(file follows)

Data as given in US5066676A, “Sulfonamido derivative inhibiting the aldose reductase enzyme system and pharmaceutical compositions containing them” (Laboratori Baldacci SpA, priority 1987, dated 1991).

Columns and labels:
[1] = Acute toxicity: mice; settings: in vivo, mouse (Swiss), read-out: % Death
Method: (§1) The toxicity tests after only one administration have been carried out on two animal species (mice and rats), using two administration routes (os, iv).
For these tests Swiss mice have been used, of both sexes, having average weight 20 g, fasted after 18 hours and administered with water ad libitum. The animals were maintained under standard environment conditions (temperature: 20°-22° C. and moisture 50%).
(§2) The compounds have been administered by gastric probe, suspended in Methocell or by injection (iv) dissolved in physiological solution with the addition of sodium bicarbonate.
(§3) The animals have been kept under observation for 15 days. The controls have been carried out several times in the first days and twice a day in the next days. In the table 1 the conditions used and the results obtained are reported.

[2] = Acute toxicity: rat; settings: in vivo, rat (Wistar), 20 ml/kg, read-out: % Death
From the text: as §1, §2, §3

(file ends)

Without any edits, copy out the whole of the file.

Data as given in US5066676A, “Sulfonamido derivative inhibiting the aldose reductase enzyme system and pharmaceutical compositions containing them” (Laboratori Baldacci SpA, priority 1987, dated 1991).

Columns and labels:
[1] = Acute toxicity: mice; settings: in vivo, mouse (Swiss), read-out: % Death
Method: (§1) The toxicity tests after only one administration have been carried out on two animal species (mice and rats), using two administration routes (os, iv).
For these tests Swiss mice have been used, of both sexes, having average weight 20 g, fasted after 18 hours and administered with water ad libitum. The animals were maintained under standard environment conditions (temperature: 20°-22° C. and moisture 50%).
(§2) The compounds have been administered by gastric probe, suspended in Methocell or by injection (iv) dissolved in physiological solution with the addition of sodium bicarbonate.
(§3) The animals have been kept under observation for 15 days. The controls have been carried out several times in the first days and twice a day in the next days. In the table 1 the conditions used and the results obtained are reported.

[2] = Acute toxicity: rat; settings: in vivo, rat (Wistar), 20 ml/kg, read-out: % Death
From the text: as §1, §2, §3